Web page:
Is there any way to keep fresh-squeezed fruit juice (especially apple or orange) for at least one week without losing taste and vitamins in it? Would a jar with a tight lid be useful?

4 Answers 4


Some quick research indicates there are enzymes in freshly-squeezed juice that will degrade it fairly rapidly, and that they can be deactivated by heat. Of course, that also changes the flavor (especially since you're not going to be able to quickly heat and cool it, as it apparently only takes 30 seconds, but any method doable in a home kitchen will keep it hot much longer than that). So heat-deactivation is out.

Even commercially-produced (that is, both pasteurized and enzyme-deactivated) juice is only supposed to keep 6 days in the fridge, so that's out.

Your best bet, then, is to freeze it. According to the University of California's Division of Agriculture and Natural Resources Publication 8199, you can freeze in clean glass jars or rigid plastic freeze containers. They also note that navel oranges (and their juice) do not freeze well—they will become bitter.

Well, either that, or store the fruit instead, and only juice it as needed.

  • Do food sealers prevent the oxidation and degrading at all? For example: amazon.com/FoodSaver-T03-0006-01-Regular-Mouth-Jar-Sealer/dp/…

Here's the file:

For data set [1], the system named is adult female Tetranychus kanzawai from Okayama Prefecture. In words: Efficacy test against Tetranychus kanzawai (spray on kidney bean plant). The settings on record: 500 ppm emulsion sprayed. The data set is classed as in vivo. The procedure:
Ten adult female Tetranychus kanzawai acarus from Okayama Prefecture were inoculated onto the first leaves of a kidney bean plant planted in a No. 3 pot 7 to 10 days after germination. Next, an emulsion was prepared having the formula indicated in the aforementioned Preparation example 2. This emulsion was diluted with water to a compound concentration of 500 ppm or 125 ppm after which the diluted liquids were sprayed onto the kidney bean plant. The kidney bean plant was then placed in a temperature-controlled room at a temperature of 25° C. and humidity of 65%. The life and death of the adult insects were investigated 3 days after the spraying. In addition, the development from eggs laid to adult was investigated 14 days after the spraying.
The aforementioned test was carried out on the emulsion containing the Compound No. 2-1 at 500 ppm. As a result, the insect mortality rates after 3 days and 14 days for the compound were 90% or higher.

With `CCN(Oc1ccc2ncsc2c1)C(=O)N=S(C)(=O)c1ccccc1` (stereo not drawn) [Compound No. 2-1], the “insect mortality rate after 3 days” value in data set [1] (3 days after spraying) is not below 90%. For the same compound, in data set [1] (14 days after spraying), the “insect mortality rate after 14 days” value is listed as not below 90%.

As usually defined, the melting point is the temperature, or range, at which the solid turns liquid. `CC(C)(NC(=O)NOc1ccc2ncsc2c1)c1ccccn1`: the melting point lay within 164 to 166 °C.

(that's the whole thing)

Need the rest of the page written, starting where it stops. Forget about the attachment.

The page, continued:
– JSuar
    Jan 3, 2013 at 17:32
  • 1
    @JSuar It should help somewhat with oxidation (less air, less oxygen), moreso if you hook that up to a real vacuum pump (giving almost complete vacuum). But it won't help with enzymatic degradation.
    – derobert
    Jan 3, 2013 at 17:55

I have an orange tree and when fruit grows, I hate to see it hit the ground and go to waste. With a funnel, juice reamer, and empty soda bottles, I'm able to stock up on orange juice for weeks.

I know freshly squeezed is the best, but is it really worth the work every time you're thirsty?

If your going to freeze it in a container, make sure to keep the lid or cap open before the freezing process. The pressure will explode if sealed.


Any tightly capped container will explode when fermentation gasses build up if left on counter, in purse or in car. Just had a thick glass jar of OJ explode with shards like a grenade a 3:45 am. Thankfully with no one in there...


Very seldom do I make juice for more than the moment I'm about to drink it as the enzymes in the juice will degrade it quickly and there's not much you can do about that.

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